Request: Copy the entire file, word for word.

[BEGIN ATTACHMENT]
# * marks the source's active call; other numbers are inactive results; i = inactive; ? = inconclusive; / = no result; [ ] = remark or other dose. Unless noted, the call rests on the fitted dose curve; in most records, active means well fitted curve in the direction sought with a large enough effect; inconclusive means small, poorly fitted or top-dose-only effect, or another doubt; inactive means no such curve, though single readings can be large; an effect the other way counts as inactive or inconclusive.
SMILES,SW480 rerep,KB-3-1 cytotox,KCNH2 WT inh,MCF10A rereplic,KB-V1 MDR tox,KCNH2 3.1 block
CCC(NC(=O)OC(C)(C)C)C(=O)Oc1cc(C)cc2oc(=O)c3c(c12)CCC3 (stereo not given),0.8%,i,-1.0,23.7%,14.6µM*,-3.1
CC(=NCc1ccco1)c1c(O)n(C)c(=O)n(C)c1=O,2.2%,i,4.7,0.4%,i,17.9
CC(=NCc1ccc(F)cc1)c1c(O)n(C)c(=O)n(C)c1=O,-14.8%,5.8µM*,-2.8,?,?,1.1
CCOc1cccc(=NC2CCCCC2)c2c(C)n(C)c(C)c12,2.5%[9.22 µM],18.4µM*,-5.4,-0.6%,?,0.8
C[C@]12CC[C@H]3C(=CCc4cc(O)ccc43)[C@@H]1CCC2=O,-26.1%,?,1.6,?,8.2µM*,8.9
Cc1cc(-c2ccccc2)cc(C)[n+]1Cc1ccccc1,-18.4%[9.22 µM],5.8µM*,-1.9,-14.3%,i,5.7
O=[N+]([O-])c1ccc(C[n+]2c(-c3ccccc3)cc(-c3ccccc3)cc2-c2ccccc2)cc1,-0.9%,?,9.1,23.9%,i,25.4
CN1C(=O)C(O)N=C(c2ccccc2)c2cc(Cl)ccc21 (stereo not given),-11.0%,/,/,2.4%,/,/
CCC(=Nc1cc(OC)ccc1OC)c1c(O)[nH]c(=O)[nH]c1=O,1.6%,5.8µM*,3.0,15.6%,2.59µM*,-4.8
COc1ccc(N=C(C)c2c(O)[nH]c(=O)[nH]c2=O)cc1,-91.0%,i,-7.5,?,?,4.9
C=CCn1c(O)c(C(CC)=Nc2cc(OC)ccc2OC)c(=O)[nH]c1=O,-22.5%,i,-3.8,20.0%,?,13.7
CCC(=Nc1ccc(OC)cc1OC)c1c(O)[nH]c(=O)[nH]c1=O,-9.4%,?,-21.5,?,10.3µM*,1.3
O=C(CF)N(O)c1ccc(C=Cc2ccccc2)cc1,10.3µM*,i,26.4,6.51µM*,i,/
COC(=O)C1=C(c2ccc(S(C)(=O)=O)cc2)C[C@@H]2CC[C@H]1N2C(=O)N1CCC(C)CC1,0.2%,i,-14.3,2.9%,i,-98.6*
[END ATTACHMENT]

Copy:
# * marks the source's active call; other numbers are inactive results; i = inactive; ? = inconclusive; / = no result; [ ] = remark or other dose. Unless noted, the call rests on the fitted dose curve; in most records, active means well fitted curve in the direction sought with a large enough effect; inconclusive means small, poorly fitted or top-dose-only effect, or another doubt; inactive means no such curve, though single readings can be large; an effect the other way counts as inactive or inconclusive.
SMILES,SW480 rerep,KB-3-1 cytotox,KCNH2 WT inh,MCF10A rereplic,KB-V1 MDR tox,KCNH2 3.1 block
CCC(NC(=O)OC(C)(C)C)C(=O)Oc1cc(C)cc2oc(=O)c3c(c12)CCC3 (stereo not given),0.8%,i,-1.0,23.7%,14.6µM*,-3.1
CC(=NCc1ccco1)c1c(O)n(C)c(=O)n(C)c1=O,2.2%,i,4.7,0.4%,i,17.9
CC(=NCc1ccc(F)cc1)c1c(O)n(C)c(=O)n(C)c1=O,-14.8%,5.8µM*,-2.8,?,?,1.1
CCOc1cccc(=NC2CCCCC2)c2c(C)n(C)c(C)c12,2.5%[9.22 µM],18.4µM*,-5.4,-0.6%,?,0.8
C[C@]12CC[C@H]3C(=CCc4cc(O)ccc43)[C@@H]1CCC2=O,-26.1%,?,1.6,?,8.2µM*,8.9
Cc1cc(-c2ccccc2)cc(C)[n+]1Cc1ccccc1,-18.4%[9.22 µM],5.8µM*,-1.9,-14.3%,i,5.7
O=[N+]([O-])c1ccc(C[n+]2c(-c3ccccc3)cc(-c3ccccc3)cc2-c2ccccc2)cc1,-0.9%,?,9.1,23.9%,i,25.4
CN1C(=O)C(O)N=C(c2ccccc2)c2cc(Cl)ccc21 (stereo not given),-11.0%,/,/,2.4%,/,/
CCC(=Nc1cc(OC)ccc1OC)c1c(O)[nH]c(=O)[nH]c1=O,1.6%,5.8µM*,3.0,15.6%,2.59µM*,-4.8
COc1ccc(N=C(C)c2c(O)[nH]c(=O)[nH]c2=O)cc1,-91.0%,i,-7.5,?,?,4.9
C=CCn1c(O)c(C(CC)=Nc2cc(OC)ccc2OC)c(=O)[nH]c1=O,-22.5%,i,-3.8,20.0%,?,13.7
CCC(=Nc1ccc(OC)cc1OC)c1c(O)[nH]c(=O)[nH]c1=O,-9.4%,?,-21.5,?,10.3µM*,1.3
O=C(CF)N(O)c1ccc(C=Cc2ccccc2)cc1,10.3µM*,i,26.4,6.51µM*,i,/
COC(=O)C1=C(c2ccc(S(C)(=O)=O)cc2)C[C@@H]2CC[C@H]1N2C(=O)N1CCC(C)CC1,0.2%,i,-14.3,2.9%,i,-98.6*